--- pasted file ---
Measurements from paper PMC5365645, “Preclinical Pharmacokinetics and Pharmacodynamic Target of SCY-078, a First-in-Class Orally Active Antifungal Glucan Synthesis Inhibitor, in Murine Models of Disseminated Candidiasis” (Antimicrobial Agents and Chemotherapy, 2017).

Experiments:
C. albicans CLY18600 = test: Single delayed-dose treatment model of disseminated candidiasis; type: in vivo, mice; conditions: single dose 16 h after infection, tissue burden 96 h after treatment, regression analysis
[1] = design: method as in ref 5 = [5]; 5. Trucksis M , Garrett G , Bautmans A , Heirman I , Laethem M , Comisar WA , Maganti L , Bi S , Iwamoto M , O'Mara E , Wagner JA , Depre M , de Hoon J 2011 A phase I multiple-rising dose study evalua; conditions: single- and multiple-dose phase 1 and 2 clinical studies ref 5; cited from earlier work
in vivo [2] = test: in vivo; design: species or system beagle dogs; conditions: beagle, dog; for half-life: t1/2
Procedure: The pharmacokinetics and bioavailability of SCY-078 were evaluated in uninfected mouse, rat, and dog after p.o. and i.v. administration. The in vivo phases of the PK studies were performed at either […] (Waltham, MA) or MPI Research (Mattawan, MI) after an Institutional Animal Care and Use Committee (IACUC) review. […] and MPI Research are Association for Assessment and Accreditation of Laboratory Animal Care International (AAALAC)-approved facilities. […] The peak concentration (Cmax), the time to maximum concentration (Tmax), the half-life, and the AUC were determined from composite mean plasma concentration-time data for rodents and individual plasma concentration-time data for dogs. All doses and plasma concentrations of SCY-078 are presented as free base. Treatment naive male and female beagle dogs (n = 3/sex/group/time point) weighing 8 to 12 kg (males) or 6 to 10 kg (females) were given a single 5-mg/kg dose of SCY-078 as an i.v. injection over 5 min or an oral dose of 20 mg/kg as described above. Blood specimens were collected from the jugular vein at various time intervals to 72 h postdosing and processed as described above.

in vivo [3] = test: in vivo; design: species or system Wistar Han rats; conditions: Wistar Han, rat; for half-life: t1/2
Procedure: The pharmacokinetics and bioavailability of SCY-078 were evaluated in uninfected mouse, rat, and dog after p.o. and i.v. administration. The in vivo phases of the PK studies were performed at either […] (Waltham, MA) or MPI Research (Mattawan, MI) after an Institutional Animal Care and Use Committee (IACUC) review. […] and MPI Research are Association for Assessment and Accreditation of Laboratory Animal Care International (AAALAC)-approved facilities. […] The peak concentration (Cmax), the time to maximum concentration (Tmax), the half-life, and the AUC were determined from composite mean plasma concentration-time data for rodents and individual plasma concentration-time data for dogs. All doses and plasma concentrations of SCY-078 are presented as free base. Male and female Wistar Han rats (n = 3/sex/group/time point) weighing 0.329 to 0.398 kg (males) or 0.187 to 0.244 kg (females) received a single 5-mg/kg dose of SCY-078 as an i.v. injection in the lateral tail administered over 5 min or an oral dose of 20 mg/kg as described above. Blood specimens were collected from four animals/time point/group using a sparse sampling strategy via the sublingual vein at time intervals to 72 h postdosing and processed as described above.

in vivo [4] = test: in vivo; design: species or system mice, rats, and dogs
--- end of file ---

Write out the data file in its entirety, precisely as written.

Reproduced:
Measurements from paper PMC5365645, “Preclinical Pharmacokinetics and Pharmacodynamic Target of SCY-078, a First-in-Class Orally Active Antifungal Glucan Synthesis Inhibitor, in Murine Models of Disseminated Candidiasis” (Antimicrobial Agents and Chemotherapy, 2017).

Experiments:
C. albicans CLY18600 = test: Single delayed-dose treatment model of disseminated candidiasis; type: in vivo, mice; conditions: single dose 16 h after infection, tissue burden 96 h after treatment, regression analysis
[1] = design: method as in ref 5 = [5]; 5. Trucksis M , Garrett G , Bautmans A , Heirman I , Laethem M , Comisar WA , Maganti L , Bi S , Iwamoto M , O'Mara E , Wagner JA , Depre M , de Hoon J 2011 A phase I multiple-rising dose study evalua; conditions: single- and multiple-dose phase 1 and 2 clinical studies ref 5; cited from earlier work
in vivo [2] = test: in vivo; design: species or system beagle dogs; conditions: beagle, dog; for half-life: t1/2
Procedure: The pharmacokinetics and bioavailability of SCY-078 were evaluated in uninfected mouse, rat, and dog after p.o. and i.v. administration. The in vivo phases of the PK studies were performed at either […] (Waltham, MA) or MPI Research (Mattawan, MI) after an Institutional Animal Care and Use Committee (IACUC) review. […] and MPI Research are Association for Assessment and Accreditation of Laboratory Animal Care International (AAALAC)-approved facilities. […] The peak concentration (Cmax), the time to maximum concentration (Tmax), the half-life, and the AUC were determined from composite mean plasma concentration-time data for rodents and individual plasma concentration-time data for dogs. All doses and plasma concentrations of SCY-078 are presented as free base. Treatment naive male and female beagle dogs (n = 3/sex/group/time point) weighing 8 to 12 kg (males) or 6 to 10 kg (females) were given a single 5-mg/kg dose of SCY-078 as an i.v. injection over 5 min or an oral dose of 20 mg/kg as described above. Blood specimens were collected from the jugular vein at various time intervals to 72 h postdosing and processed as described above.

in vivo [3] = test: in vivo; design: species or system Wistar Han rats; conditions: Wistar Han, rat; for half-life: t1/2
Procedure: The pharmacokinetics and bioavailability of SCY-078 were evaluated in uninfected mouse, rat, and dog after p.o. and i.v. administration. The in vivo phases of the PK studies were performed at either […] (Waltham, MA) or MPI Research (Mattawan, MI) after an Institutional Animal Care and Use Committee (IACUC) review. […] and MPI Research are Association for Assessment and Accreditation of Laboratory Animal Care International (AAALAC)-approved facilities. […] The peak concentration (Cmax), the time to maximum concentration (Tmax), the half-life, and the AUC were determined from composite mean plasma concentration-time data for rodents and individual plasma concentration-time data for dogs. All doses and plasma concentrations of SCY-078 are presented as free base. Male and female Wistar Han rats (n = 3/sex/group/time point) weighing 0.329 to 0.398 kg (males) or 0.187 to 0.244 kg (females) received a single 5-mg/kg dose of SCY-078 as an i.v. injection in the lateral tail administered over 5 min or an oral dose of 20 mg/kg as described above. Blood specimens were collected from four animals/time point/group using a sparse sampling strategy via the sublingual vein at time intervals to 72 h postdosing and processed as described above.

in vivo [4] = test: in vivo; design: species or system mice, rats, and dogs